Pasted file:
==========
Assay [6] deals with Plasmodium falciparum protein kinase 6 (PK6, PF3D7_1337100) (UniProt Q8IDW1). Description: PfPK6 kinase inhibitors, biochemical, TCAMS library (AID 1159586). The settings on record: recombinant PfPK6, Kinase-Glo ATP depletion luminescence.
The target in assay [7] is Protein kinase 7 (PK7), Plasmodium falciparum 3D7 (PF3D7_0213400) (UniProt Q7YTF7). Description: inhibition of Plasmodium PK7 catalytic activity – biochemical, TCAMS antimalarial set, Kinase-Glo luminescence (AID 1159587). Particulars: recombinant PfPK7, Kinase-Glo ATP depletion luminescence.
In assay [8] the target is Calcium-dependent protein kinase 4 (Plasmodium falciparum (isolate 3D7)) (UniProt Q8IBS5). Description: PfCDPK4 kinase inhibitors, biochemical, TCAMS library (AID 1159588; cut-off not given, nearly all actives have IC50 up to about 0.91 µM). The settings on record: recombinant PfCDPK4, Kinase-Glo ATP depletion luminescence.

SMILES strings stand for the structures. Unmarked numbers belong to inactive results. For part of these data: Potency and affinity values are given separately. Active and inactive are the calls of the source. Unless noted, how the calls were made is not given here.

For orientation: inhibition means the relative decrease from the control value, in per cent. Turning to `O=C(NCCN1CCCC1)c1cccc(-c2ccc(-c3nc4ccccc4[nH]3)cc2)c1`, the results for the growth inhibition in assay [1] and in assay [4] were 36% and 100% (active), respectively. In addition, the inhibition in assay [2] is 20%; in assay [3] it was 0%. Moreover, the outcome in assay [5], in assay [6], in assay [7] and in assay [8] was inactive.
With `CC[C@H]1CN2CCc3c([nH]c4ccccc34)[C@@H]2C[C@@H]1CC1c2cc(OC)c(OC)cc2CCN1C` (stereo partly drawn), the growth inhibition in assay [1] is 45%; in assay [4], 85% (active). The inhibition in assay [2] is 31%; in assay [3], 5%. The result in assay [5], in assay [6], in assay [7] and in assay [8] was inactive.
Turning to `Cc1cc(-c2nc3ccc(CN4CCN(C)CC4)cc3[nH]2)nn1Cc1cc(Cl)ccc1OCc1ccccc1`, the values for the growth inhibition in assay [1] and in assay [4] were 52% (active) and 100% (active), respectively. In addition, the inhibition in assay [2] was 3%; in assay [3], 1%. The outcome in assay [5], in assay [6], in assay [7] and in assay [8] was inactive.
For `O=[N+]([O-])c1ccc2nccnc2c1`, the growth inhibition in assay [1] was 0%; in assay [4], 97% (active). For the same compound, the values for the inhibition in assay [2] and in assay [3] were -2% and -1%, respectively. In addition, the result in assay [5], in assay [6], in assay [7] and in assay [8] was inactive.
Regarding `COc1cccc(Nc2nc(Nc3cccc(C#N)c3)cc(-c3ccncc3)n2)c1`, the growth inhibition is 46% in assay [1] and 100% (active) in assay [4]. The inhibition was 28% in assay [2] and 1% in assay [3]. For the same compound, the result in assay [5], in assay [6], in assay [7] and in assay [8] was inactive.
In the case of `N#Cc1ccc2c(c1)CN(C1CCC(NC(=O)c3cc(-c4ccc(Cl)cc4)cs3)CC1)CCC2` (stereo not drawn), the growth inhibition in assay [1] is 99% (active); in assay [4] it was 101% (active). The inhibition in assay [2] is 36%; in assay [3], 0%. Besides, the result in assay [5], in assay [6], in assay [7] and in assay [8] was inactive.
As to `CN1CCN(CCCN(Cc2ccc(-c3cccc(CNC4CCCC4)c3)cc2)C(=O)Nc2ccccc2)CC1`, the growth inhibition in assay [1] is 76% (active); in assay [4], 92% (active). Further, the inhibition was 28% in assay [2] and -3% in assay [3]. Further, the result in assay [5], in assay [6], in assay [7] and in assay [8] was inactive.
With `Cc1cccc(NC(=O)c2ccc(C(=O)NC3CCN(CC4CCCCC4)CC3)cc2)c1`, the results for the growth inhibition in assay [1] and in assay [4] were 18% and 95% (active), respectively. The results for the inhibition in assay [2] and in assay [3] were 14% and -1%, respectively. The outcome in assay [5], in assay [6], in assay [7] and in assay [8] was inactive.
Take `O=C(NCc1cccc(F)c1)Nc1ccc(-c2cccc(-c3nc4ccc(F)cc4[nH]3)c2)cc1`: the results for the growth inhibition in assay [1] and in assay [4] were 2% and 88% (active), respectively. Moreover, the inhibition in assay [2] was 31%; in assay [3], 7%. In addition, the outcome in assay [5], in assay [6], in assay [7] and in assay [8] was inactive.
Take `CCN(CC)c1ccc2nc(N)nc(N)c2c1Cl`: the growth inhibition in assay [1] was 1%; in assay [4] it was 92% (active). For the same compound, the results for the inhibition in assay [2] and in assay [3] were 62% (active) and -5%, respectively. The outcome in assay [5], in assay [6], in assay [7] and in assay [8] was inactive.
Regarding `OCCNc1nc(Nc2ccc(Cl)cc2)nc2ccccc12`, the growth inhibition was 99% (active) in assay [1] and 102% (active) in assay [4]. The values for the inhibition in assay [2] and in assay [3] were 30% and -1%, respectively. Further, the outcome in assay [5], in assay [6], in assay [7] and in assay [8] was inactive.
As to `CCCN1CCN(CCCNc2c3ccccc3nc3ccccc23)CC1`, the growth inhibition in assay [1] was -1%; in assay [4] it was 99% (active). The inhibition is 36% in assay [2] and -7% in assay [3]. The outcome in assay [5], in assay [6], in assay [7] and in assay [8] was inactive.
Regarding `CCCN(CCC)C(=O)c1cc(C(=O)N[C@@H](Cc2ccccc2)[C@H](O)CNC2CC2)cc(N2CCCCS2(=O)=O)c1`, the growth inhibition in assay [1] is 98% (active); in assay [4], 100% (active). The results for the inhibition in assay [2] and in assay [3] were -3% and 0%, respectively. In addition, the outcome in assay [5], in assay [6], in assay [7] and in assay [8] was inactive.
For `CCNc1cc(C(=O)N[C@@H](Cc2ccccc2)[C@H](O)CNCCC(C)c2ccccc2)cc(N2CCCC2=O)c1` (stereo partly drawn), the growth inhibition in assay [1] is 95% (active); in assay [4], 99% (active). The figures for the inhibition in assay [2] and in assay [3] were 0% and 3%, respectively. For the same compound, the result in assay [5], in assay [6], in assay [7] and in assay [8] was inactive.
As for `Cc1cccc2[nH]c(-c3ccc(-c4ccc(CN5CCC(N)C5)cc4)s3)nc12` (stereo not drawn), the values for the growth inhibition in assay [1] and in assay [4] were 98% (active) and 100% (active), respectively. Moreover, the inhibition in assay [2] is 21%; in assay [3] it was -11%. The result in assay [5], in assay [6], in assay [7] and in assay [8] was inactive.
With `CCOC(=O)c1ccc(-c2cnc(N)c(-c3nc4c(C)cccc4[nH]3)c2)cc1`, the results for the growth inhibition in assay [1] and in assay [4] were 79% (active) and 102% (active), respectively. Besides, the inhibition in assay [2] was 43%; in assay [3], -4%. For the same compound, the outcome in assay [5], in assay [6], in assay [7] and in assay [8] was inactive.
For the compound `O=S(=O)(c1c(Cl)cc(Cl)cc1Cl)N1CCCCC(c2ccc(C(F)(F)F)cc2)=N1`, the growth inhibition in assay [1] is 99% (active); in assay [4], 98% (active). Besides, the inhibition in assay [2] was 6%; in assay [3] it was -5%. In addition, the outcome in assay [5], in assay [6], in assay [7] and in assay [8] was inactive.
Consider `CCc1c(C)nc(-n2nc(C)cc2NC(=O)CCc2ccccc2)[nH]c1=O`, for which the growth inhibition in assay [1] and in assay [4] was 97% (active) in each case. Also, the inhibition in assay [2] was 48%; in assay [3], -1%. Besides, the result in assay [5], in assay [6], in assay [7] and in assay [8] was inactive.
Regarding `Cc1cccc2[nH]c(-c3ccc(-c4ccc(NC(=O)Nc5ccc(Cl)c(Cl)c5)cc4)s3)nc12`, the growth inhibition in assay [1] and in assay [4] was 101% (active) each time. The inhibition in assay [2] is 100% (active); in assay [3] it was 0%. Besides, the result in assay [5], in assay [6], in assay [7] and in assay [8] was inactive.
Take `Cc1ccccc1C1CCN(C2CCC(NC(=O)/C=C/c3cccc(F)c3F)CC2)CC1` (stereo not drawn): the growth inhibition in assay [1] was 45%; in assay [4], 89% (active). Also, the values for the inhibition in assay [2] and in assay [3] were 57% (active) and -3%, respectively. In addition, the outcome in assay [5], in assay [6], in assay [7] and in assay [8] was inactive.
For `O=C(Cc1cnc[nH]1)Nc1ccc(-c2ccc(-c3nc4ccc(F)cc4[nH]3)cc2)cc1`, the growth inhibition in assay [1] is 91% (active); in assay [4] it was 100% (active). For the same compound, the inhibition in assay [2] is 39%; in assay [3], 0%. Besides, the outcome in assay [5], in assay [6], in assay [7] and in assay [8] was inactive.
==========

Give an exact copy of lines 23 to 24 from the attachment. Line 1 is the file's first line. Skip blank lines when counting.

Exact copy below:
Regarding `Cc1cccc2[nH]c(-c3ccc(-c4ccc(NC(=O)Nc5ccc(Cl)c(Cl)c5)cc4)s3)nc12`, the growth inhibition in assay [1] and in assay [4] was 101% (active) each time. The inhibition in assay [2] is 100% (active); in assay [3] it was 0%. Besides, the result in assay [5], in assay [6], in assay [7] and in assay [8] was inactive.
Take `Cc1ccccc1C1CCN(C2CCC(NC(=O)/C=C/c3cccc(F)c3F)CC2)CC1` (stereo not drawn): the growth inhibition in assay [1] was 45%; in assay [4], 89% (active). Also, the values for the inhibition in assay [2] and in assay [3] were 57% (active) and -3%, respectively. In addition, the outcome in assay [5], in assay [6], in assay [7] and in assay [8] was inactive.